Today, in the Northumberland area, there are 15 different local news outlets, which include online sites, TV channels, and radio shows, all covering bits and pieces of local action. The Northumberland Hub would post the headlines and pictures of local stories from all of these outlets and links to them, providing access to all the content in one neat place. The team would aggregate this content every weekday, voluntarily. The site launched in the summer of 2018. It was meant to be a place where people could find local news sources to come back to. In February of 2019, the Northumberland Hub announced that it would stop publishing after the Local News Northumberland group, which Miller is a part of, conducted a survey in December. Based on the statistics gathered, the survey revealed that the need for the Northumberland Hub’s services had faded. Additionally, it wrote that “the group’s resources have dwindled.” Miller says the loss of local news outlets has a strong effect on democracy. “When you’re electing a government for four years and less than a third of the people bother to turn out to vote, you don’t have a very healthy democracy.”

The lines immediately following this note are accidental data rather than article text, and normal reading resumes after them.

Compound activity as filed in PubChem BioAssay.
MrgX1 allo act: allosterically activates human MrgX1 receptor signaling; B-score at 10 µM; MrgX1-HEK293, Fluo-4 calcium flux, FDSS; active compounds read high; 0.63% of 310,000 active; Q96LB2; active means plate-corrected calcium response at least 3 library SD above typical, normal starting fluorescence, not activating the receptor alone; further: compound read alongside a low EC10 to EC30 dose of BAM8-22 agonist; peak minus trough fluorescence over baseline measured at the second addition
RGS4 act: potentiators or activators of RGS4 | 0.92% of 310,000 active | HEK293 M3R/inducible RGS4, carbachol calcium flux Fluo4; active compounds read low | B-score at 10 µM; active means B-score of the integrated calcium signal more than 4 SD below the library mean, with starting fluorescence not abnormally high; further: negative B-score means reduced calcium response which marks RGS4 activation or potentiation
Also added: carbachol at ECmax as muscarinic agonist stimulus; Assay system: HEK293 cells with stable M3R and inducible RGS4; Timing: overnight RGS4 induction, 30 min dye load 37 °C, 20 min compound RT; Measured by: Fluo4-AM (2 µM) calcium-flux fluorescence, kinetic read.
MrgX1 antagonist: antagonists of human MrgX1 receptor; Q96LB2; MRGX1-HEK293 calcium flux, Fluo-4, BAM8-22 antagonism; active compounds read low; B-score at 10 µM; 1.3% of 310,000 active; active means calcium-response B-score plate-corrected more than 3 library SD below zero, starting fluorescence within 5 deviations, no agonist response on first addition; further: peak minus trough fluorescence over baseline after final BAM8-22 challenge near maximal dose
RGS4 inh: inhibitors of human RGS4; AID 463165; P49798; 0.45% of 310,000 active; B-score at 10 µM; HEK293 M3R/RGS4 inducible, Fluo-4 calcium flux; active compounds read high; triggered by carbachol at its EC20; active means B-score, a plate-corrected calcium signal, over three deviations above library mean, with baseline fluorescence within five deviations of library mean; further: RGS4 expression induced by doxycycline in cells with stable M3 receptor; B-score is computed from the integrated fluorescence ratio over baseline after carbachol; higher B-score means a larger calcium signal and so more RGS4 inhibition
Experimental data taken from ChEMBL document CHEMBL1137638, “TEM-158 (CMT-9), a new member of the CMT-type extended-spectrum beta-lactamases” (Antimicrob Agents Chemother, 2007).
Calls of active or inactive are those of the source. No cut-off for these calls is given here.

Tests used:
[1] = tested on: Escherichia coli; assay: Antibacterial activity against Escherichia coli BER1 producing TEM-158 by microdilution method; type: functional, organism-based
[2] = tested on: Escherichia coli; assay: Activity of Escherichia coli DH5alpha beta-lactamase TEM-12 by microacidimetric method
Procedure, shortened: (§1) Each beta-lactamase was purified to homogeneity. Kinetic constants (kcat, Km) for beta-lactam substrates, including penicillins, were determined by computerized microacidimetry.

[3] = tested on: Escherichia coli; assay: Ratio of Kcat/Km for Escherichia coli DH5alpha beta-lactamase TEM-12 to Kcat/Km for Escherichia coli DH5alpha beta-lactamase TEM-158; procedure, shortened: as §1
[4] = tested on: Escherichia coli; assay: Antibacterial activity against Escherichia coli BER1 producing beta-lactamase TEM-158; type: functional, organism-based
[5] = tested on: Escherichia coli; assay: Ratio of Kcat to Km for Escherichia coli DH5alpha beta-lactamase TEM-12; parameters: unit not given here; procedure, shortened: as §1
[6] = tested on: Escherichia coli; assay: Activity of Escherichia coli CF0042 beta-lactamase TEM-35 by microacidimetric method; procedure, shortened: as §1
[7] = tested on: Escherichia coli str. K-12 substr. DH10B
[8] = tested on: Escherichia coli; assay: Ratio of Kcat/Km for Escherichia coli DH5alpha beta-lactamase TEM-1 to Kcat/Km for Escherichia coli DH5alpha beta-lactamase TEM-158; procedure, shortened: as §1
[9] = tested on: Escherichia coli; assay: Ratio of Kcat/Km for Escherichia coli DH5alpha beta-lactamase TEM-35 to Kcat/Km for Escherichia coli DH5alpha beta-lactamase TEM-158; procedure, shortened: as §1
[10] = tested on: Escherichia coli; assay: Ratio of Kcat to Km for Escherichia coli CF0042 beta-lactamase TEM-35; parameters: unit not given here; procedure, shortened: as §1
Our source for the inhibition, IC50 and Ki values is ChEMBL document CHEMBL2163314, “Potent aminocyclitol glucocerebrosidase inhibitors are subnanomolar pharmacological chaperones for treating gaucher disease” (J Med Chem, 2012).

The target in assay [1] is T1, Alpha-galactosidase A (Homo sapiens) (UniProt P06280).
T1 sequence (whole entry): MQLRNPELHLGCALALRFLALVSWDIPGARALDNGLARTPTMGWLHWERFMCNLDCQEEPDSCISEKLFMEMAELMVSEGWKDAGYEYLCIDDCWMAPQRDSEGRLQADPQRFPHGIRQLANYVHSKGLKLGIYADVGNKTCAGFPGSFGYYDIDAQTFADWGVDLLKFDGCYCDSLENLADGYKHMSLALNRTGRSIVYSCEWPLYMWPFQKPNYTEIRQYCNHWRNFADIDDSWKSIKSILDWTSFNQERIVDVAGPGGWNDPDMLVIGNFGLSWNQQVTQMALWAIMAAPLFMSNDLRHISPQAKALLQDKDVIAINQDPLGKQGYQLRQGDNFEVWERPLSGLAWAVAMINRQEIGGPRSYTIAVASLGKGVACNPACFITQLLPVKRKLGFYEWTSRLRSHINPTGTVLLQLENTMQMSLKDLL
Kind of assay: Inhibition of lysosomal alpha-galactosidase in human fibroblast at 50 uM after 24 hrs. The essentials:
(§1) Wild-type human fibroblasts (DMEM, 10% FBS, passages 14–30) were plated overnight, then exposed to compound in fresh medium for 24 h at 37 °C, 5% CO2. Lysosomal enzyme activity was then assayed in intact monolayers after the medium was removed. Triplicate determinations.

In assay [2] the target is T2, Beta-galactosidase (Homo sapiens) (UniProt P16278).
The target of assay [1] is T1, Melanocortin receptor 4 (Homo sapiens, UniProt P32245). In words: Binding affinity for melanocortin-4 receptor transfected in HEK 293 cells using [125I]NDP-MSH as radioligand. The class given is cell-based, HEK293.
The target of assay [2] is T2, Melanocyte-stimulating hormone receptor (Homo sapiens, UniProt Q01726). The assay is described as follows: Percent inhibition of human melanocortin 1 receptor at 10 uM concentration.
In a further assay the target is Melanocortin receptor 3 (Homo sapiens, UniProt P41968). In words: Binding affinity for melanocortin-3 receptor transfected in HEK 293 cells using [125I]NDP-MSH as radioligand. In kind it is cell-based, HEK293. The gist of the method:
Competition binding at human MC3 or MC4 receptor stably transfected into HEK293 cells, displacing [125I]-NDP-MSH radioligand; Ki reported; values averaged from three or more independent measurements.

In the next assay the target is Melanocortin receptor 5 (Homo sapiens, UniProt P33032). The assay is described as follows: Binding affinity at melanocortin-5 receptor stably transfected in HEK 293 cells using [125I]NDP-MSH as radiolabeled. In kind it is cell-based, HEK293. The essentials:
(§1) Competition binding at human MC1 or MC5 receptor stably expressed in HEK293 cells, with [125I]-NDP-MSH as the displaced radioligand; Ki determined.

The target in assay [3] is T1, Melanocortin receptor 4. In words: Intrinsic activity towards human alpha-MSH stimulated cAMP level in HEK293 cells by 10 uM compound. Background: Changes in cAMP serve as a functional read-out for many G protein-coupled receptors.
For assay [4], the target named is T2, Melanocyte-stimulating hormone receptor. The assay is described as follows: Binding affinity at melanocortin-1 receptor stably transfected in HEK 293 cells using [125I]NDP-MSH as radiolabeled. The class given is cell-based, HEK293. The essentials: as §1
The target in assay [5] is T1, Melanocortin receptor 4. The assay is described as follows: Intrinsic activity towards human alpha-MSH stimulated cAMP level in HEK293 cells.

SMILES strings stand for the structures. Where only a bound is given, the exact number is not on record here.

One of the sites the Northumberland Hub aggregated was called Today’s Northumberland. After Northumberland Today closed, Nasmith wasn’t sure what to do with herself. She had worked at the paper for 29 years. One of her colleagues, Pete Fisher, started his own site with Steve White, the former national photo editor at Postmedia, called Today’s Northumberland. The publication does its best to provide local coverage on everything from crime to sports. Now, Nasmith writes and reports on a volunteer basis for them as well as for the local radio station. “It’s great. I get to still do what I did before,” Nasmith says. “It’s just not in an organized or paid way.”

“Politicians haven’t had watchdogs in a while, the courts haven’t had watchdogs in a while…It’s crazy what can be uncovered in all these small towns across Canada.”

In some cases, it’s not always journalists stepping up to the plate. In the tiny farm town of Weare, New Hampshire, local librarian Michael Sullivan has taken it upon himself to start a DIY local newspaper called Weare in the World. Sullivan drives around every Tuesday to drop off the paper at various spots around town, including local businesses, town offices, gas stations, and restaurants—the most popular being Dunkin’ Donuts. Sometimes, there are people waiting there for him to make sure they get a copy. Weare’s local paper shut down due to lack of funding over two years ago. At the time, Sullivan was new to the area, having just started as a full-time librarian at the Weare Public Library. Sullivan’s only previous journalistic experience came from his days at his high school newspaper, but a local resident suggested the library do something. “People were kind of crying out for somewhere for local news,” Sullivan says.